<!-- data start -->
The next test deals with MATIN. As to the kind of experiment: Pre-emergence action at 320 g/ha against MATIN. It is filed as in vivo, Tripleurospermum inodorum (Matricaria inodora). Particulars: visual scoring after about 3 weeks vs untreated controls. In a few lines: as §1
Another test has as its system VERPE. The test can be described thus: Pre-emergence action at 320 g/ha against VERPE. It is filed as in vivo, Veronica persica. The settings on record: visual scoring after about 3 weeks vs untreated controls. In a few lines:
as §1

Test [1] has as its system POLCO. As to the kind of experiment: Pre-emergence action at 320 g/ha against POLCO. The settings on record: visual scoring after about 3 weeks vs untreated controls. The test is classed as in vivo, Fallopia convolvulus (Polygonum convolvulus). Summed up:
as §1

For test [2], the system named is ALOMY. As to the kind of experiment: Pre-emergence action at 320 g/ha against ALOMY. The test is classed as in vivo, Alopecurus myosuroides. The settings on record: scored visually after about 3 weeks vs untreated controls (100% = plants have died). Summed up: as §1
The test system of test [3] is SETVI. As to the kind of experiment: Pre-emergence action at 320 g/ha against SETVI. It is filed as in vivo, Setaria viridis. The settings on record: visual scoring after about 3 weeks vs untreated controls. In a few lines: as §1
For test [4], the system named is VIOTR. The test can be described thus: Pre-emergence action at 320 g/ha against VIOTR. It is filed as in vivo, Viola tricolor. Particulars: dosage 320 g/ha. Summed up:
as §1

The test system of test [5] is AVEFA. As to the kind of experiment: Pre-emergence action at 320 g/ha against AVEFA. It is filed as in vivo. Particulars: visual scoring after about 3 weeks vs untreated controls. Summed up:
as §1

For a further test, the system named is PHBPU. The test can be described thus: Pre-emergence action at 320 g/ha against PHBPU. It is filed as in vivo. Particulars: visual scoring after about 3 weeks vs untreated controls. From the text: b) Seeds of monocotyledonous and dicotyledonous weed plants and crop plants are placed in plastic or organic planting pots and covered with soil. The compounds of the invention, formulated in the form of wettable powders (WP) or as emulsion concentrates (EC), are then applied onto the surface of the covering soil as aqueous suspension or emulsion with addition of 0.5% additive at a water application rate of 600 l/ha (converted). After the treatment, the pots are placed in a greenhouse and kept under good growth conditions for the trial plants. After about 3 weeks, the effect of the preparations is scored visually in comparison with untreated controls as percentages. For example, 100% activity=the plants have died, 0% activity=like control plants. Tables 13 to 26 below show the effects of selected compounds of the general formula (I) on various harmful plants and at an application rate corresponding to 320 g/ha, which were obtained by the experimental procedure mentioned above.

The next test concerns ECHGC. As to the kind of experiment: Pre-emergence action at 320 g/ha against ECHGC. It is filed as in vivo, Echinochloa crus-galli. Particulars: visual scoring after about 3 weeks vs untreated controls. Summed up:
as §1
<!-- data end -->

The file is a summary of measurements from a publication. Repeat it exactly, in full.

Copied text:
The next test deals with MATIN. As to the kind of experiment: Pre-emergence action at 320 g/ha against MATIN. It is filed as in vivo, Tripleurospermum inodorum (Matricaria inodora). Particulars: visual scoring after about 3 weeks vs untreated controls. In a few lines: as §1
Another test has as its system VERPE. The test can be described thus: Pre-emergence action at 320 g/ha against VERPE. It is filed as in vivo, Veronica persica. The settings on record: visual scoring after about 3 weeks vs untreated controls. In a few lines:
as §1

Test [1] has as its system POLCO. As to the kind of experiment: Pre-emergence action at 320 g/ha against POLCO. The settings on record: visual scoring after about 3 weeks vs untreated controls. The test is classed as in vivo, Fallopia convolvulus (Polygonum convolvulus). Summed up:
as §1

For test [2], the system named is ALOMY. As to the kind of experiment: Pre-emergence action at 320 g/ha against ALOMY. The test is classed as in vivo, Alopecurus myosuroides. The settings on record: scored visually after about 3 weeks vs untreated controls (100% = plants have died). Summed up: as §1
The test system of test [3] is SETVI. As to the kind of experiment: Pre-emergence action at 320 g/ha against SETVI. It is filed as in vivo, Setaria viridis. The settings on record: visual scoring after about 3 weeks vs untreated controls. In a few lines: as §1
For test [4], the system named is VIOTR. The test can be described thus: Pre-emergence action at 320 g/ha against VIOTR. It is filed as in vivo, Viola tricolor. Particulars: dosage 320 g/ha. Summed up:
as §1

The test system of test [5] is AVEFA. As to the kind of experiment: Pre-emergence action at 320 g/ha against AVEFA. It is filed as in vivo. Particulars: visual scoring after about 3 weeks vs untreated controls. Summed up:
as §1

For a further test, the system named is PHBPU. The test can be described thus: Pre-emergence action at 320 g/ha against PHBPU. It is filed as in vivo. Particulars: visual scoring after about 3 weeks vs untreated controls. From the text: b) Seeds of monocotyledonous and dicotyledonous weed plants and crop plants are placed in plastic or organic planting pots and covered with soil. The compounds of the invention, formulated in the form of wettable powders (WP) or as emulsion concentrates (EC), are then applied onto the surface of the covering soil as aqueous suspension or emulsion with addition of 0.5% additive at a water application rate of 600 l/ha (converted). After the treatment, the pots are placed in a greenhouse and kept under good growth conditions for the trial plants. After about 3 weeks, the effect of the preparations is scored visually in comparison with untreated controls as percentages. For example, 100% activity=the plants have died, 0% activity=like control plants. Tables 13 to 26 below show the effects of selected compounds of the general formula (I) on various harmful plants and at an application rate corresponding to 320 g/ha, which were obtained by the experimental procedure mentioned above.

The next test concerns ECHGC. As to the kind of experiment: Pre-emergence action at 320 g/ha against ECHGC. It is filed as in vivo, Echinochloa crus-galli. Particulars: visual scoring after about 3 weeks vs untreated controls. Summed up:
as §1